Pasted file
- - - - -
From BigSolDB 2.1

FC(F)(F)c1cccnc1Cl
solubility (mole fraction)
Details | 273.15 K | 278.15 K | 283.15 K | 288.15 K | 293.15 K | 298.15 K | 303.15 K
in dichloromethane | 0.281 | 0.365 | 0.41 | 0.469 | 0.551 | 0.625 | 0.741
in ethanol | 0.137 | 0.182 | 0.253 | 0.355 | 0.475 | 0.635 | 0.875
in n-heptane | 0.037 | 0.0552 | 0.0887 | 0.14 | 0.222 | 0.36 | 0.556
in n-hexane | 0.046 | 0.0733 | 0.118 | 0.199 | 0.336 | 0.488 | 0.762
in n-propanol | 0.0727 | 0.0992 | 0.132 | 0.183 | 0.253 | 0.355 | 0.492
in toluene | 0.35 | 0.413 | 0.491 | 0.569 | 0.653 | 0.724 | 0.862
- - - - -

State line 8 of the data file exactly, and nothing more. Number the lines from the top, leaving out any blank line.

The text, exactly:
in n-hexane | 0.046 | 0.0733 | 0.118 | 0.199 | 0.336 | 0.488 | 0.762